Our recent work on understanding the legacy of interbreeding between Neanderthals and humans is featured in a new PBS/BBC documentary called Neanderthal. The crew spent a day on campus and toured the lab, the BioVU biobank, and the ACCRE computer cluster. We are very grateful for this opportunity to share our work with a broad audience. The two-part series airs on PBS on Wednesday October 17 and 24. The main segment on our work is in the second part. For a taste, check out this clip:
Congratulations to Ling and Alex on their paper being published in PLOS Computational Biology. They developed a machine learning approach to model the DNA sequence properties of gene regulatory enhancers and then quantify the conservation of enhancers’ sequence properties across diverse mammalian species. They demonstrate deep conservation of enhancer sequence properties despite the rapid turnover of the specific genomic regions that have enhancer activity. This work has broad relevance to our understanding of enhancer sequence architecture and the prediction of the effects of non-coding mutations on function within and between species. Check it out:
Prediction of gene regulatory enhancers across species reveals evolutionarily conserved sequence properties
We are very pleased to welcome new graduate student Evonne McArthur to the lab. Evonne is a MD/PhD student joining the Human Genetics program. She is interested in the role of structural and regulatory element variation in risk for both rare and common diseases. She graduated from the University of North Carolina at Chapel Hill with a B.S. in Quantitative Biology.
The Vanderbilt Undiagnosed Diseases Network (UDN) site has been renewed by the NIH for four more years. The UDN’s purpose is to bring together clinical and research experts from across the United States to solve the most challenging medical mysteries using advanced technologies. We look forward to continuing to collaborate with our UDN colleagues to interpret genetic variants identified in patients.
We are very excited that two new graduate students, Keila Velázquez-Arcelay and Sarah Fong, have joined the lab! Keila is joining the Biological Sciences program and will focus on recent human evolution. Sarah is joining the Human Genetics program and will work on how gene regulatory enhancers evolve and establish cell fate.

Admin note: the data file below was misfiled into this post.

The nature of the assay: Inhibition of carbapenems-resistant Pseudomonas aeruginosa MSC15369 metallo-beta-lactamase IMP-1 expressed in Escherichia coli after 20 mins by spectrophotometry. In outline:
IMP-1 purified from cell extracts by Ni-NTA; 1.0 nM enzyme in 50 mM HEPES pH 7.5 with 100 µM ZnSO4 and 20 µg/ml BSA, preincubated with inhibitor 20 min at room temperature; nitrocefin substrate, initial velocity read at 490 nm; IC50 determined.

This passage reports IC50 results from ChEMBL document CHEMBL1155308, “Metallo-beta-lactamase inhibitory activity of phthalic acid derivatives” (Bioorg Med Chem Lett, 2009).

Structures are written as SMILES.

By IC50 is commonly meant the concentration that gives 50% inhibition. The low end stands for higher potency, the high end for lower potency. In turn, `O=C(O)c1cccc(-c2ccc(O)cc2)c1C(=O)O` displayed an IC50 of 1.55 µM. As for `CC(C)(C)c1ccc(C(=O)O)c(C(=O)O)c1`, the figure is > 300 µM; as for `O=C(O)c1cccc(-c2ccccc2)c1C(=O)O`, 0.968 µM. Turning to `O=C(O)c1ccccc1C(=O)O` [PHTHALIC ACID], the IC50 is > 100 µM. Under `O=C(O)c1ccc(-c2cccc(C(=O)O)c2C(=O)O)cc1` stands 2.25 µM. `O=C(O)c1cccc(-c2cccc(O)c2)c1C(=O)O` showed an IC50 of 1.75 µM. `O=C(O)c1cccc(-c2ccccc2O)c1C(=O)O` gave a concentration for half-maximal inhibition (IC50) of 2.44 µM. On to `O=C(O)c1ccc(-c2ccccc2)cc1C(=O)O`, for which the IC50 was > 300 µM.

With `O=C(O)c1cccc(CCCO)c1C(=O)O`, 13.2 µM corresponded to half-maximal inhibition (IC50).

I was recently interviewed by the American Journal of Human Genetics about our recent paper on the spatial distribution of genetic variants in protein structures. Check it out on the AJHG Blog!
Congratulations to recently graduated PhD student Mike Sively on publication of two papers describing his work on the spatial distribution of human genetic variation in protein 3D structures and models. The first, published in the American Journal of Human Genetics, describes a comprehensive analysis of more the four million genetic variants in their structural contexts. We found that pathogenic and benign variants exhibit different patterns of spatial constraint, and that these patterns can be informative about protein function:
Comprehensive Analysis of Constraint on the Spatial Distribution of Missense Variants in Human Protein Structures
The second paper describes an application of the analysis of the spatial distribution of pathogenic and benign variants to characterized uncharacterized variants in RTEL1 identified in patients with pulmonary fibrosis. Our new PathProx performs competitively with popular methods for pathogenicity prediction and suggests specific hypotheses for how variants influence protein function:
Three-dimensional spatial analysis of missense variants in RTEL1 identifies pathogenic variants in patients with Familial Interstitial Pneumonia
Congratulations to Dr. Mike Sivley on successfully defending his PhD! His dissertation is titled “Constraint on Rare Protein-Coding Variation: Pathogenicity Prediction and Phenotypic Discovery.”
Alex’s paper on how mismatches in local genetic ancestry along the genome in admixed individuals can influence associations between genetic variants and traits has just come out in the 2018 Proceedings of the Pacific Symposium on Biocomputing. In this manuscript, we develop a model that captures the effect of both single variants and local ancestry on traits of interest, and use it to identify examples where local ancestry transitions significantly interact with nearby variants to influence metabolic traits. Check it out!
Local ancestry transitions modify snp-trait associations
Laura and I gave talks at the annual ASHG meeting in Orlando earlier this month on our work to understand how interbreeding with archaic hominins has influenced modern humans and what it can tell us about these groups.
Science, Nature, and several other news outlets covered our talks:
Modern humans lost DNA when they left Africa—but mating with Neandertals brought some back
Geneticists are starting to unravel evolution’s role in mental illness